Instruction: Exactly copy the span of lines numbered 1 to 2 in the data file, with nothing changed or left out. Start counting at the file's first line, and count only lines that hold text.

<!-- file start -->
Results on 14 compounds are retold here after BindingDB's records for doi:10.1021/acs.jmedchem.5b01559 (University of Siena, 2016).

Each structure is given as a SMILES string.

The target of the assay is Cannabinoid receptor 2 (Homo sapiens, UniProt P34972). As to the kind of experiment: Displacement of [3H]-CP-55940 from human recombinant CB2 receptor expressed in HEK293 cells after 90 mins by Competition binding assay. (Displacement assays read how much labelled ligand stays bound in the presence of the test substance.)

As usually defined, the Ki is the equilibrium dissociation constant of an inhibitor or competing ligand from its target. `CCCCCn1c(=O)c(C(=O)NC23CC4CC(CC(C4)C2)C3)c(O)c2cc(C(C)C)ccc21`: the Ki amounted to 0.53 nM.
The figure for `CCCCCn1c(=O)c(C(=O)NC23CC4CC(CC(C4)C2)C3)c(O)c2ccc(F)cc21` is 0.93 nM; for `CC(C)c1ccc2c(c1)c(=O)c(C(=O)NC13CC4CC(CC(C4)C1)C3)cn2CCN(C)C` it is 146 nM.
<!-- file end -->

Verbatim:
Results on 14 compounds are retold here after BindingDB's records for doi:10.1021/acs.jmedchem.5b01559 (University of Siena, 2016).

Each structure is given as a SMILES string.